Social media can make it easier to detect workers’ compensation fraud

Workers’ compensation fraud can cost a state millions of dollars each year, and negatively impacts businesses.

Most employers in California are required to provide workers' compensation insurance to cover their employees' medical and job-loss expenses in the event of a workplace injury or illness. As can be expected, not all employees are forthright in their claims to receive aid. Illegal workers' compensation fraud negatively impacts business owners and governments alike. According to the California Department of Insurance, during the fiscal year of 2012-2013 fraudulent workers' compensation cases caused a potential loss of more than $212,000,000. During that time, there were over 5,100 suspected cases and 268 people were arrested for workers' compensation fraud, a felony in California.

The no-fault system for workers' compensation insurance in California can be attractive to fraudsters, ranging from employees to dishonest doctors and medical providers who work the system for their profit. It is also not uncommon for companies to be accused of workers' compensation fraud, whether or not the accusations are correct. In these cases, it is important for employers to know they have rights as well as employees.

Internet age making it easier to detect fraud

In the past, it was more difficult for employers who suspected an employee of workers' compensation fraud to catch the wrongdoing. An employer would have likely needed to invest a lot of time into accessing and poring over medical paperwork and other documents, as well as hiring an expensive private investigator. Today, it can be easier to catch someone who falsely claims to be seriously injured through the use of social media and other technology, states Business Insurance.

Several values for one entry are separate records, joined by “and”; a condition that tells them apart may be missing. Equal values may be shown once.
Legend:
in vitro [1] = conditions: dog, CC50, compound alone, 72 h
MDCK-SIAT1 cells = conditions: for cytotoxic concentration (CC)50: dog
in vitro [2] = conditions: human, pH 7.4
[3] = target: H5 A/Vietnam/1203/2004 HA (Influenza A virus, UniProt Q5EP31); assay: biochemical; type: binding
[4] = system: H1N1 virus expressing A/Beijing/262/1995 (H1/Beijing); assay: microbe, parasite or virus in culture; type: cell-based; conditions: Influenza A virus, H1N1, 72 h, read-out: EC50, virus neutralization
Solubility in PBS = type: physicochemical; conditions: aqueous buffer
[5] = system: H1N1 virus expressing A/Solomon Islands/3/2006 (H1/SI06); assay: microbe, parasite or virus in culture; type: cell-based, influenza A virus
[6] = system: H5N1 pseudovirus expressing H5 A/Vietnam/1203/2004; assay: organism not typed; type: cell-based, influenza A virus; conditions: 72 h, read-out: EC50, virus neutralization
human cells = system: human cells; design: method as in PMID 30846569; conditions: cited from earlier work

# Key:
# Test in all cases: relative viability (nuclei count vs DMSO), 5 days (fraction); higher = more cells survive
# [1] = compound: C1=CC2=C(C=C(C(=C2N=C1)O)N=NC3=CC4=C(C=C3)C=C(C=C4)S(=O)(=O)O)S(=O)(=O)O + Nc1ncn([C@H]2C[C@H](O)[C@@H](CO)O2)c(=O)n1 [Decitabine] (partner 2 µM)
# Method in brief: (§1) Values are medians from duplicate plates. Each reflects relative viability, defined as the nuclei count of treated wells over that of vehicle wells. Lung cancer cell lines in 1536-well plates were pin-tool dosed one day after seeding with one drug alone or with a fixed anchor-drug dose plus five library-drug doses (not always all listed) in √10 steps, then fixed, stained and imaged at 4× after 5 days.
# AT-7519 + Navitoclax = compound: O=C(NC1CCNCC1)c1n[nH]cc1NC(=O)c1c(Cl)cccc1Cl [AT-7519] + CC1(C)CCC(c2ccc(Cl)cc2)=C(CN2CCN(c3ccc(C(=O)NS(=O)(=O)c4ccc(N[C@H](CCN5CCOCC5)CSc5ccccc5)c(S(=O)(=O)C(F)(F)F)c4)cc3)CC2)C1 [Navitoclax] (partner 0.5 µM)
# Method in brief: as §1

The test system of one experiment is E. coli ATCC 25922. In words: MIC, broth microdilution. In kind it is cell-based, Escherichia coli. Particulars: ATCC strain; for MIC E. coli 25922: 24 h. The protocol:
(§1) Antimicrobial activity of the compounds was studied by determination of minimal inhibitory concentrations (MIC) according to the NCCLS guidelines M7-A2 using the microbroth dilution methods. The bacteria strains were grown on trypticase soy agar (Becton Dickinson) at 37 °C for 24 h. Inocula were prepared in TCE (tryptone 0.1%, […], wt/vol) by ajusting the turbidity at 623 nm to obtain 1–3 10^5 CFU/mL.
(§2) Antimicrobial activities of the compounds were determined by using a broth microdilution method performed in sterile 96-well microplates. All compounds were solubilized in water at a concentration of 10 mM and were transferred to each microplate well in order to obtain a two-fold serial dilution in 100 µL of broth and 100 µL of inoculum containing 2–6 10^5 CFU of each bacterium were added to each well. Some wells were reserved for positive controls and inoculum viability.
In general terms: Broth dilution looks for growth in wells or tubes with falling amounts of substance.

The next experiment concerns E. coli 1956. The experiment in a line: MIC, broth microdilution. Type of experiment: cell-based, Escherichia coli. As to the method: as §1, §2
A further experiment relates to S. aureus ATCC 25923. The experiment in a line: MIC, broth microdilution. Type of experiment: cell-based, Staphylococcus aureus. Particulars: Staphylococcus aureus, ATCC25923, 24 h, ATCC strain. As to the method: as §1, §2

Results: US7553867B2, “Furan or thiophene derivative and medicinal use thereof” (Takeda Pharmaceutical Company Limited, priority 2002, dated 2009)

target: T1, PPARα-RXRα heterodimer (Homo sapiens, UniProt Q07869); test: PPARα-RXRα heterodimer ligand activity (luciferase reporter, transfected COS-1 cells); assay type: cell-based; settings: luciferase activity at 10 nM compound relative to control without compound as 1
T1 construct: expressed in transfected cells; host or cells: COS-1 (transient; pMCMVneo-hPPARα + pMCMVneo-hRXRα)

For example, many people allow public access to their photographs and posts from sites such as Facebook and Twitter. An employee who is receiving workers' compensation payments for a lengthy illness may inadvertently be caught living it up at a party through a picture posted on social media. While it is not permitted for an employer to trick a worker into accessing private information on social media sites by posing as someone else, an employer may use information that is posted publicly to prove workers' compensation fraud.

Former officer found guilty of falsely reporting injury

In other cases, good old-fashioned surveillance and paperwork is just as effective. Recently, a former California Highway Patrol officer was convicted of felony workers' compensation fraud, making false statements and filing a false workers' compensation claim. According to The Sacramento Bee, the officer had alleged a workplace accident caused a back injury that left him unable to walk without a cane or to bend, twist or perform everyday activities without help. Video surveillance showed the man was able to walk normally and even perform heavy yard work on his own. Case documents claimed he had failed to disclose an auto accident from years before that resulted in a back injury in the same place he indicated on his claims. He also reportedly amended his injury date to support the medical records for his pre-existing back injury.

Employers have the right to defend themselves against false workers' compensation claims, including cases in which when an employee is falsely attempting to take advantage of the system.

Keywords: workers' compensation, fraud